Around the world, decisions were made in 1999 that transpired to be highly incendiary. Laczynski delivers a surprising analysis.
Financial bubbles and debt crises, Wladimir Putin and Donald Trump, the rise of China and the demise of Europe, talent shows and "Game of Thrones". Smart phones and social networks, populists and self-promoters, internet billionaires and Me Incs, 9/11 and the endless wars in the Near East – many of the developments that have shaped our era of crises and conflicts have their roots in 1999. It was a time when the future seemed within reach and the hope for world peace and prosperity for all seemed justified rather than naive. "Future's last year. How 1999 changed the world" details how the carnival of optimism came to an end and the course was set for the return of a past we thought had long been overcome.
What's to be done when ordinary life simply becomes too much? When your mother has to go into residential care and the family home must be cleared out and let. When everyone expects the narrator to finally look for a sensible job and start a family? When normality-induced melancholia hits, there's only one thing for it – hit back. Ideally where it’s least expected. A revolt is instigated in the care home; Jola delivers inflammatory speeches in her sequinned gown; the local youth gang of "domestic poachers" turns life in the small town upside down; a kidnapping morphs into a seaside mini-break, much to the delight of the home's residents. And then suddenly Malina appears. Malina, who’s prepared to do almost anything and sometimes oversteps the mark.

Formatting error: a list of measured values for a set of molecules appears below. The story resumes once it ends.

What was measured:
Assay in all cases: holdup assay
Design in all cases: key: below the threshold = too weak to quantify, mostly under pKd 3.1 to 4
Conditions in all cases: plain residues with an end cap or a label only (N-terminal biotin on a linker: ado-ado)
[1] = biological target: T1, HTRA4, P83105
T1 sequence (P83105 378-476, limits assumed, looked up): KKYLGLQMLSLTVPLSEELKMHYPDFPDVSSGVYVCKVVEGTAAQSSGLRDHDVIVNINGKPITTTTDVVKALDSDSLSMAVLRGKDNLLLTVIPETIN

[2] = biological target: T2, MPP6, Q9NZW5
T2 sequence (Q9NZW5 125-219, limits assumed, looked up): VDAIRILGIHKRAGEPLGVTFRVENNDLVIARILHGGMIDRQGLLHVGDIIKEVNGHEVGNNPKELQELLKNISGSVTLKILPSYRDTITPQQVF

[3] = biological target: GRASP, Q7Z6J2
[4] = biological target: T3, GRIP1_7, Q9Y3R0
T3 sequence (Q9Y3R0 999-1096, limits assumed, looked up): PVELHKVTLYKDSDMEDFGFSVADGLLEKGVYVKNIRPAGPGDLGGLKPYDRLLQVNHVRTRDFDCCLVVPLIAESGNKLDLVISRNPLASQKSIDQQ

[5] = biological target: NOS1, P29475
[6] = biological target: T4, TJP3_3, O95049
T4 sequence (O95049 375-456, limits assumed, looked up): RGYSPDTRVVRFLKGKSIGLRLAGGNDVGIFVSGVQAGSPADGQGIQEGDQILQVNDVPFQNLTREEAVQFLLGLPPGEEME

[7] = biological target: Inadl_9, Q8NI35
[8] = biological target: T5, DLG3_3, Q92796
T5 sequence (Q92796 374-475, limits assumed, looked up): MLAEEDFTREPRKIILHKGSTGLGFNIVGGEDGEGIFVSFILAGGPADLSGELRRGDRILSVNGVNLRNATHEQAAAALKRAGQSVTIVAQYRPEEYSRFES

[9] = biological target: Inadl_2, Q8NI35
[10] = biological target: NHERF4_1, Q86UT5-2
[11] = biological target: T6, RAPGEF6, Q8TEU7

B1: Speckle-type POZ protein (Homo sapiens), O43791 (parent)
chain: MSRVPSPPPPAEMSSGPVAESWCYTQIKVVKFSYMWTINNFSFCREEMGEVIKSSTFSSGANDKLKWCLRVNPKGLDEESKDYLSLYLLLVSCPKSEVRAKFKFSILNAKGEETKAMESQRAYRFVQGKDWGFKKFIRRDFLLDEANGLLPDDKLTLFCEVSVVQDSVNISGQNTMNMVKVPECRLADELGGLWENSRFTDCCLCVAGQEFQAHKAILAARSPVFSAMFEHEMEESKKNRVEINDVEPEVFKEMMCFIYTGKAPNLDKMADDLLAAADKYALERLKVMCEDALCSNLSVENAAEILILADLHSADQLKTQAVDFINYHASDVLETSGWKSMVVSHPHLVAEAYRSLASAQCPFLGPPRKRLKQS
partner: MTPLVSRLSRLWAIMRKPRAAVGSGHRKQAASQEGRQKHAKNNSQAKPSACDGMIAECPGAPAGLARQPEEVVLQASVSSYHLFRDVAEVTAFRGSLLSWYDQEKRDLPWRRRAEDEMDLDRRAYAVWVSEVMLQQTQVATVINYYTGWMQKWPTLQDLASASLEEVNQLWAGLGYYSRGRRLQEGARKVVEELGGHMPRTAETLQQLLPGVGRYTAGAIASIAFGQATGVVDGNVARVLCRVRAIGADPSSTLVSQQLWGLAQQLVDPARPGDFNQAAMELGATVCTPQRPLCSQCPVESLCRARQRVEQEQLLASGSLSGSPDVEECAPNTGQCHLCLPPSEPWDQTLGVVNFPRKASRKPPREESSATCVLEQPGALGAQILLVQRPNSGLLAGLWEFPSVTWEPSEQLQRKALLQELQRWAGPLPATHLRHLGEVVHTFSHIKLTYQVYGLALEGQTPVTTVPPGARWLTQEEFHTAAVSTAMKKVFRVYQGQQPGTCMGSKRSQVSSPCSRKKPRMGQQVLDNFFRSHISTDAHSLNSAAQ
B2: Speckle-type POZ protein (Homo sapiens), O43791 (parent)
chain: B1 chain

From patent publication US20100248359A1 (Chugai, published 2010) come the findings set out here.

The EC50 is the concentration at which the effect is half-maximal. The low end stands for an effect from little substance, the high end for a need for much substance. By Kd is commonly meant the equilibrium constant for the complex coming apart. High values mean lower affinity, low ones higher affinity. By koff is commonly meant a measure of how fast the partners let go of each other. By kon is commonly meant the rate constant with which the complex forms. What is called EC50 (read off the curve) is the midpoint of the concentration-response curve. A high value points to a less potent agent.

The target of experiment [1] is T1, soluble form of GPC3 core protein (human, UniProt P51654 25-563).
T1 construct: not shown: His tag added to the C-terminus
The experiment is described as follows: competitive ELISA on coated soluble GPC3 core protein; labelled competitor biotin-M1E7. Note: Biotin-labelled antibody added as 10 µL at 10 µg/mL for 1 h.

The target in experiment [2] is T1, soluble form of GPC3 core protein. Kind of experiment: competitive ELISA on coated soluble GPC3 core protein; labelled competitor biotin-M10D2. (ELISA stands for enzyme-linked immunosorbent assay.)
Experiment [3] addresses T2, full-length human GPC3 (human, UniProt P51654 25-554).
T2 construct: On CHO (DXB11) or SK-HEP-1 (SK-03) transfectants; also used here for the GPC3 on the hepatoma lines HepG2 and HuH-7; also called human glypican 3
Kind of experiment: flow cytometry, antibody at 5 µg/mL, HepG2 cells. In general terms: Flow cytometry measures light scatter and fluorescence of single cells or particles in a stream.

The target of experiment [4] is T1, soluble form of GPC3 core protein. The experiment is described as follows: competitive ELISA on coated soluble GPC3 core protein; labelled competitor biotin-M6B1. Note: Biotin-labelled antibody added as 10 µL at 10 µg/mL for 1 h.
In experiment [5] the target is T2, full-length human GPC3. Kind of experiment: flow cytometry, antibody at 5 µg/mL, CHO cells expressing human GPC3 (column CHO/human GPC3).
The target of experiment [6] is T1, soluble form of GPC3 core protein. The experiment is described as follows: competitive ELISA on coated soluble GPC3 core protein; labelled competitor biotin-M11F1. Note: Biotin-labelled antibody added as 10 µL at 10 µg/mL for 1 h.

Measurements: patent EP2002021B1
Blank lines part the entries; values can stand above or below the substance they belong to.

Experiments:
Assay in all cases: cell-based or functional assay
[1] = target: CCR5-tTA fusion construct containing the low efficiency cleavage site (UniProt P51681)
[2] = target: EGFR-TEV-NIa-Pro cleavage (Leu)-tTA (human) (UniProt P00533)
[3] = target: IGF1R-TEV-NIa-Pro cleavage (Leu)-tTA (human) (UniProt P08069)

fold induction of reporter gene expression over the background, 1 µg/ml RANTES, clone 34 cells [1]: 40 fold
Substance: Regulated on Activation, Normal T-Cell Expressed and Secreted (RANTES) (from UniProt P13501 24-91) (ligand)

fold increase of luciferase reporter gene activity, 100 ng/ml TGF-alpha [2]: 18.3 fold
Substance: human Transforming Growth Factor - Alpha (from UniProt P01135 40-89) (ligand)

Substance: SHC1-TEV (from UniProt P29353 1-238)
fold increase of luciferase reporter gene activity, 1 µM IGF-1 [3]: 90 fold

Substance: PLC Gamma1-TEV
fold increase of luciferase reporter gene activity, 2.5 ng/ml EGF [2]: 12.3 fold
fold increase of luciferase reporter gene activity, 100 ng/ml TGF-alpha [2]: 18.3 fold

There is a longing. A longing for a certain sensation, for a home town called Damascus, for the smell of jasmine. Jad Turjman is a young Syrian who enjoys his life to the full until war breaks out. When his call-up order arrives, he is quick to decide: fleeing to Europe is his only option if he wants to escape certain death. His chosen path is risky and arduous, but he encounters five "guardian angels" along the way. Eventually Turjman arrives in a place that he did not seek, where he is able to plant his jasmine again. Jad Turjman describes his escape with unparalleled intensity and sharp humour, subjecting the reader to a roller-coaster of emotions. Breathtaking.
Who was Gerhard Fritsch? One of the most significant Austrian authors of the post-war era, to be named in the same breath as Hans Lebert or Thomas Bernhard? A highly active literary figure, who as a reviewer, editor, critic and member of numerous juries significantly influenced the literary world of his time? A driven individual, who was married three times, fathered four children and in the end hanged himself dressed in women's clothes? The author of "Moos auf den Steinen" and "Fasching" who cut his life short was all that and more. Accessible to the public for the first time, his diaries offer an insight into his creative crises, flights of fancy and private transvestite yearnings. But above all, they show us Gerhard Fritsch as a tireless writer and enable an entirely new reading of his work.
"Whatever you need, you take" Vienna in a gold rush: World War two is over, the black markets are booming, and shady characters are on their way to a new life. The brilliant first part of Rosei's cycle "Wiener Dateien" (Vienna files) span the period from corruption in postwar Vienna to the fancy homes of affluent business people in the 1980s.
With artistic ease, he creates an intricate web entangling the lives of parvenus and bon vivants, professors and politicians, perfect wives and superwomen. At the center of it all are Alfred and Georg, two very different friends: One is an anarchist, the other a baby boomer. Rosei's novel is intense, enthusiastically written prose portraying a city where everything has its price and nothing is sacred…